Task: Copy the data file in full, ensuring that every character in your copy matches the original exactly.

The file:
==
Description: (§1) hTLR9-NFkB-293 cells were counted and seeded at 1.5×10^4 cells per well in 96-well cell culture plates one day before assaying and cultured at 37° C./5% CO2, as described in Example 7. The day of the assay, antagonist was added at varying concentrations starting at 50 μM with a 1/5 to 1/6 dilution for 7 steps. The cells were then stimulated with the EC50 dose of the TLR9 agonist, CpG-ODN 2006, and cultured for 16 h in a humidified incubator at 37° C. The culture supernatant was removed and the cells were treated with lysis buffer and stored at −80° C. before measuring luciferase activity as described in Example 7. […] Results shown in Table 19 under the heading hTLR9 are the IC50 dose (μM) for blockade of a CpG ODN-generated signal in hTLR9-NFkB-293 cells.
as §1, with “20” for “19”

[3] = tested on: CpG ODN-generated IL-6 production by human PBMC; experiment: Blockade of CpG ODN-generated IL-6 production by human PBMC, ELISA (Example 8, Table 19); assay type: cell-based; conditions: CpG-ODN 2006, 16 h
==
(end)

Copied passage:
Description: (§1) hTLR9-NFkB-293 cells were counted and seeded at 1.5×10^4 cells per well in 96-well cell culture plates one day before assaying and cultured at 37° C./5% CO2, as described in Example 7. The day of the assay, antagonist was added at varying concentrations starting at 50 μM with a 1/5 to 1/6 dilution for 7 steps. The cells were then stimulated with the EC50 dose of the TLR9 agonist, CpG-ODN 2006, and cultured for 16 h in a humidified incubator at 37° C. The culture supernatant was removed and the cells were treated with lysis buffer and stored at −80° C. before measuring luciferase activity as described in Example 7. […] Results shown in Table 19 under the heading hTLR9 are the IC50 dose (μM) for blockade of a CpG ODN-generated signal in hTLR9-NFkB-293 cells.
as §1, with “20” for “19”

[3] = tested on: CpG ODN-generated IL-6 production by human PBMC; experiment: Blockade of CpG ODN-generated IL-6 production by human PBMC, ELISA (Example 8, Table 19); assay type: cell-based; conditions: CpG-ODN 2006, 16 h